I've only recently started playing with Stockopedia's powerful stock screening functionality, and I thought this would make a good subject area for a short series of articles.
For the last 15 years I have used stock screening systems on other websites to trawl for investment ideas, usually doing something fairly basic, such as looking for shares with a low PER, a decent dividend yield, and net cash.
It's quick and easy to do that, so for anyone not familiar with the process (or maybe familiar, but not used to Stockopedia), I will demonstrate it in this first article, using screen grabs from Stockopedia's screening system.
Step 1: The Screening Centre
This is Stockopedia's home page.
Click where shown.
Step 2: Launch the Screener
Click where shown to create a new Stock Screen (i.e. a stock filter)
Step 3 - Build your own Screen
Create your Screen!
In this Screen I have chosen the following rules to identify value small cap shares:
PER < 10
Dividend Yield > 4%
Net Debt < 0 (i.e. has net cash)
Market Cap between £5m-300m
The trick is to start simple, and take it step by step. A bit of perseverence, with trial & error, pays off.
Then just hit the blue button to see the results.
Step 4: The Results
So here are the results (you might need to increase the zoom on your browser to view clearly):
The results above have given us a shortlist of 12 qualifying shares, which means we can focus our energies on this small number of shares to research, instead of having to research every share in the market.
You can also easily customise how the results are presented, note the different tabs above.
Step 5 - Initial Review
Work through each share in turn, doing a quick initial review to further weed out unattractive shares. Bear in mind that value screens such as this will throw up "value traps", i.e. companies which appear to be cheap, but are cheap for a reason (ie. something is wrong with the underlying business, hence why the shares are cheap).
Every now and again though, you will find a share that is irrationally cheap, and which may be out of fashion now, but which presents good or great investing upside. My big success for 2012 was Trinity Mirror (LON:TNI), which I flagged here as being irrationally cheap at 25p (they are now 109p!).
OK, let's review the results, one by one.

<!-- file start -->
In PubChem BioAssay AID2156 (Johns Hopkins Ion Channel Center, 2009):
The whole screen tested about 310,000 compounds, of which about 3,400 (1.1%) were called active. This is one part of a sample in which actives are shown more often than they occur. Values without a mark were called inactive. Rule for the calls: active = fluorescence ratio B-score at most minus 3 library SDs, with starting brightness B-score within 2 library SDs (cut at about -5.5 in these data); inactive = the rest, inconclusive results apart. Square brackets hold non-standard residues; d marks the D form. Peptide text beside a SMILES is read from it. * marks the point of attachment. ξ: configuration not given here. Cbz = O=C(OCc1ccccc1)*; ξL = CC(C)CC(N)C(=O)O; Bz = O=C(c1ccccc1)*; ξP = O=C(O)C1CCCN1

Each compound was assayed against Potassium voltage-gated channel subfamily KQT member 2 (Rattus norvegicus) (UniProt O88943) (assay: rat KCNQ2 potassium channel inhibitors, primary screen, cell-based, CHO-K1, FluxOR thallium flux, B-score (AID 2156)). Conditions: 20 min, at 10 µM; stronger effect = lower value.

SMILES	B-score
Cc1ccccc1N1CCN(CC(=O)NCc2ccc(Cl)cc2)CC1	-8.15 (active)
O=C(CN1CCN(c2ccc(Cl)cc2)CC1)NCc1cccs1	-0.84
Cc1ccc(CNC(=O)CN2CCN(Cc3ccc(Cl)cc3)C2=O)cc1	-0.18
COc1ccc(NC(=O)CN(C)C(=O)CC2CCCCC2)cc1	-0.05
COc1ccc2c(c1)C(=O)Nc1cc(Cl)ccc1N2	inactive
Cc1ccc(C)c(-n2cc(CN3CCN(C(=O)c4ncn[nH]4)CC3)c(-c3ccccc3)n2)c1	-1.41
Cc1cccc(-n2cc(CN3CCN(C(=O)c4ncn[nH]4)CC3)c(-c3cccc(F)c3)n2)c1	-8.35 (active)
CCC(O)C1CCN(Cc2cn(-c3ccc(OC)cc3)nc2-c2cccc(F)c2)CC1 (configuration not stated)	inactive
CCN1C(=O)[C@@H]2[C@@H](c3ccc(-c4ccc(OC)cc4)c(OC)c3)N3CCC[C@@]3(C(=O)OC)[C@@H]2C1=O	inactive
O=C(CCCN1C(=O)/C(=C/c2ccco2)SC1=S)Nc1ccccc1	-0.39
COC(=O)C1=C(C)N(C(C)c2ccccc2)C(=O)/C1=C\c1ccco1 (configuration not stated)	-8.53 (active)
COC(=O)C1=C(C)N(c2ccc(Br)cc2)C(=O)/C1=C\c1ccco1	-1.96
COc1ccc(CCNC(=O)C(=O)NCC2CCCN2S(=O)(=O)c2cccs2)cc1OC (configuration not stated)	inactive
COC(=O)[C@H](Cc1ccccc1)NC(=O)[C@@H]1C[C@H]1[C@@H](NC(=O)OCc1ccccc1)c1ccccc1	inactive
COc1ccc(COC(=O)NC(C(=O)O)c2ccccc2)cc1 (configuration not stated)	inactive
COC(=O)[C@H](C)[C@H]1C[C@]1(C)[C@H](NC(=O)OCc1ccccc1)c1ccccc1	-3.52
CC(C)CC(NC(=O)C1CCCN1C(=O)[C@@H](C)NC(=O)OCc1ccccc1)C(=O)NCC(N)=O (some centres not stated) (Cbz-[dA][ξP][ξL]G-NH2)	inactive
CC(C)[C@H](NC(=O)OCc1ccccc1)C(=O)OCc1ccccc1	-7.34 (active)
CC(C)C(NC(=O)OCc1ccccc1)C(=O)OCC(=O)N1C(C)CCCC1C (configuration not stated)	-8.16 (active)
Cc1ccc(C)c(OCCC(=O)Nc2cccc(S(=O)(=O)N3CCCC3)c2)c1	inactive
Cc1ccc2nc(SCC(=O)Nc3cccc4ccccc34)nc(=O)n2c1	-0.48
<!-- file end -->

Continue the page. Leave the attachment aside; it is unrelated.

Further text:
Zhejiang Expressway Co (LON:ZHEH)
I don't touch any Chinese companies, because their entire economy is based on artificial accounting, where bad debts are never crystallised, which rules out all Chinese companies for me as potential investments.
Quercus Publishing (OFEX:QUPP)
This looks potentially interesting, so it goes on my shortlist.
This company is well known to me. It pays out all its earnings in dividends, but I have doubts about the longer term business model. It's time to look at it again, so it can go on the shortlist.
Nationwide Accident Repair Services (LON:NARS)
Another high dividend payer, but they used (in my view) a legal, but highly misleading accounting treatment of their pension deficit, which turned a large liability into a fictitious asset on their balance sheet. So I'm not touching this one until their accounts have been restated under new pension accounting rules.
Densitron Technologies (LON:DSN)
Another one that I've looked at numerous times over the years, and it might be worth another look, so it's going on the shortlist. They own some land in Blackheath too.
A supplier of educational supplies. I seem to recall something went badly wrong in the past, so I'll look into it in more depth. On the shortlist.
Interior Services (LON:ISG)
Construction company that operates on absolutely wafer thin profit margins, therefore quite high risk. I'll check it out again though. On the list.
Randall and Quilter Investment Holdings (LON:RQIH)
Financial sector share, which I don't cover, so not on my shortlist.
Another low margin construction company, so a sector I don't like, and the PER isn't particularly low, nor the divi especially high, so doesn't interest me.
Bloomsbury Publishing (LON:BMY)
Book publishers which keeps cropping up on my stock screens, so this is high on the shortlist.
Not looked at this before, potentially interesting, so it's on the shortlist.
MDM Engineering (LON:MDM)
Overseas resource sector company, so doesn't interest me.
Step 6 - Final Shortlist
We now have a final shortlist of shares to research in detail which is as follows:
Runners-up, which might be worth a look, but I'm initially lukewarm about are:
Having done this initial value stock screen, my next article will use stock screening to explore how the Piotroski method of stock selection works (which the founders of Stockopedia are particularly keen on, and which is given prominence in individual company StockReports on this site).
There are some excellent guides here to help with stock screening, and I recommend this accessible guide to using the "GuruModel" Screeners here.
Also some useful FAQ on stock screening can be found here.
Please feel free to put your questions, comments, discussion, etc, in the comments section below. I will be happy to respond there. Also, if anyone wants to follow up on the stocks mentioned in this article, and post your findings here, then please be my guest. Did this value stock screen produce any useful results, or not? What do you think? How might it be improved?